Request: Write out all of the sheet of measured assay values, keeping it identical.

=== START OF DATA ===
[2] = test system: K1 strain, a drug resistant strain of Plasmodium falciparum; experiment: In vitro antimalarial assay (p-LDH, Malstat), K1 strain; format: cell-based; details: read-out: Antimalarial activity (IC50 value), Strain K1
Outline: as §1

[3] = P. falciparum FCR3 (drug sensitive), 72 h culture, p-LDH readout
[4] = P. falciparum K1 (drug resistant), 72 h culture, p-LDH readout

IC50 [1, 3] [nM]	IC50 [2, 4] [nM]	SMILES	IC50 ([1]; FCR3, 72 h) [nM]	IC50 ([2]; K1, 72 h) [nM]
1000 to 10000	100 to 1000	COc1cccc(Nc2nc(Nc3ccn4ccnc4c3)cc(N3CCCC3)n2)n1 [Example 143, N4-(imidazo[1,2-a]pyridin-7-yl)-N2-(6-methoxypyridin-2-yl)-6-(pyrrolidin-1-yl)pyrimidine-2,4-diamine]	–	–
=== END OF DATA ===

[2] = test system: K1 strain, a drug resistant strain of Plasmodium falciparum; experiment: In vitro antimalarial assay (p-LDH, Malstat), K1 strain; format: cell-based; details: read-out: Antimalarial activity (IC50 value), Strain K1
Outline: as §1

[3] = P. falciparum FCR3 (drug sensitive), 72 h culture, p-LDH readout
[4] = P. falciparum K1 (drug resistant), 72 h culture, p-LDH readout

IC50 [1, 3] [nM]	IC50 [2, 4] [nM]	SMILES	IC50 ([1]; FCR3, 72 h) [nM]	IC50 ([2]; K1, 72 h) [nM]
1000 to 10000	100 to 1000	COc1cccc(Nc2nc(Nc3ccn4ccnc4c3)cc(N3CCCC3)n2)n1 [Example 143, N4-(imidazo[1,2-a]pyridin-7-yl)-N2-(6-methoxypyridin-2-yl)-6-(pyrrolidin-1-yl)pyrimidine-2,4-diamine]	–	–